In teaching how to write memoir, autobiography, personal narrative, family story, personal essay – all more or less the same thing, based on the same skills – one of my jobs is to get people to spill their secrets. That is, to delve into their deepest truths, if they can, and shape them into narrative. And what I have learned, what I see in every class, fills me with profound respect. I am privileged, in my work, to see, over and over, the courage and grace of the human spirit.
Not everyone who comes to a writing class like mine – as opposed to, say, travel writing or science fiction – has had a terrible childhood or has a terrible secret, but some do – ranging from surviving the Holocaust to surviving various kinds of abuse, to battling cancer, abandonment, mental illness. Sometimes they don’t even know why they’re there – that they have come because a vital story needs to be told. On the first day of class, I see a group of ordinary-looking people – nervous, wondering if they have made a great mistake, a waste of money and time, they’ll be embarrassed, bored, humiliated, they’ll find out they’re without talent. Who wants to hear MY story? What the HELL am I doing here?
By the end of our term together, those who have made it through – because not everyone does – know each other deeply. Some have experienced that moment I call “jumping off a cliff,” when they tell the truth, often for the first time. And to their amazement, they land safely. Nothing happens. We listen, we talk about the writing, and, yes, sometimes the circumstances. And then we move on to the next piece.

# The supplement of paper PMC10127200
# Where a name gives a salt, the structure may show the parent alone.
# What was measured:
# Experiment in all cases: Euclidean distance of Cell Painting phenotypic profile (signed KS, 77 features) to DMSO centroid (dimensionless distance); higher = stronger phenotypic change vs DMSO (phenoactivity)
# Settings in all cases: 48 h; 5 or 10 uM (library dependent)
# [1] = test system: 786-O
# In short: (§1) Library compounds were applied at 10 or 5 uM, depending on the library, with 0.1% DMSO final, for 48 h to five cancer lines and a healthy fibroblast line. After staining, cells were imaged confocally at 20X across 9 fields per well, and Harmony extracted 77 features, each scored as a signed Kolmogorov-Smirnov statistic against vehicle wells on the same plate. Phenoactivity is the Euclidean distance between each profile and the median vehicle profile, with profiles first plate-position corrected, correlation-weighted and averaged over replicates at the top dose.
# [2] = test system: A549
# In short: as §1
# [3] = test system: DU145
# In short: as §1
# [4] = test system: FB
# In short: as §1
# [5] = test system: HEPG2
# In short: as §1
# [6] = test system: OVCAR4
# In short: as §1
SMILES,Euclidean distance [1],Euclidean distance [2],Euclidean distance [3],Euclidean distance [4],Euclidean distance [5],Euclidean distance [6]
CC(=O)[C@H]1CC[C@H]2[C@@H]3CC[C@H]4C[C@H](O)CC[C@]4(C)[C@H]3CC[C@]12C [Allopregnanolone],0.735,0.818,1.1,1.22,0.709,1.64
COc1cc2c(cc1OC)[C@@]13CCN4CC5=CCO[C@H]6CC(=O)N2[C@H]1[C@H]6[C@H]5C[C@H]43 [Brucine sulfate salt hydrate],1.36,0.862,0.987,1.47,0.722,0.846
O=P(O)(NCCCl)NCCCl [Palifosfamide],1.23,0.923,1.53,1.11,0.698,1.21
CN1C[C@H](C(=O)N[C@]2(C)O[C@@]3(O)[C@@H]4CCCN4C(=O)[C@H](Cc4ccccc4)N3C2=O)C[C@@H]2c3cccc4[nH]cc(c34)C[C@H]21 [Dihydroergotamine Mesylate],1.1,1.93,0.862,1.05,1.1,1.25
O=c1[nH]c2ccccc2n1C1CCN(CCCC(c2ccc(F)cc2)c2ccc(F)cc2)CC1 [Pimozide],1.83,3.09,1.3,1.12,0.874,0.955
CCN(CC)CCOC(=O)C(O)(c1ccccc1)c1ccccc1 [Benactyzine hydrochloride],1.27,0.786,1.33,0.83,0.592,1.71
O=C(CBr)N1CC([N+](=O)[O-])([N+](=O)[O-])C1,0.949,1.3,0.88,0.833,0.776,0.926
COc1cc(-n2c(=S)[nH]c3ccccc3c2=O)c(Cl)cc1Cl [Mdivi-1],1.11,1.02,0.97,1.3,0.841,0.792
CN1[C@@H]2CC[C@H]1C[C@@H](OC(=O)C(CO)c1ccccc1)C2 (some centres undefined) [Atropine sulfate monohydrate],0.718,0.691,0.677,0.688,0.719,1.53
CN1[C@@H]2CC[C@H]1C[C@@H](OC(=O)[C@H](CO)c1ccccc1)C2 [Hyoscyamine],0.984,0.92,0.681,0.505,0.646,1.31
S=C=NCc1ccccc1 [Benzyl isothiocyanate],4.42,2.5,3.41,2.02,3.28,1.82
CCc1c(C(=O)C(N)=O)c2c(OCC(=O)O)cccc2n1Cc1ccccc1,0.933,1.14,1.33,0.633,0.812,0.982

There are others who simply cannot go deep, cannot get to the truest stories, but they have learned to recognise and acknowledge what they hear when their classmates do. That’s as far as they can go, and it’s enough. It’s a start.
I love stories. Just last night and Monday afternoon at U of T, Monday night at Ryerson, last week in my living room, I heard a series of fine, powerful, true stories. And I, O lucky woman, am paid to listen.
Not only that, but there’s another #$%^& blizzard swirling outside, the streets are solid ice, and I get to stay home and write a love letter to my students.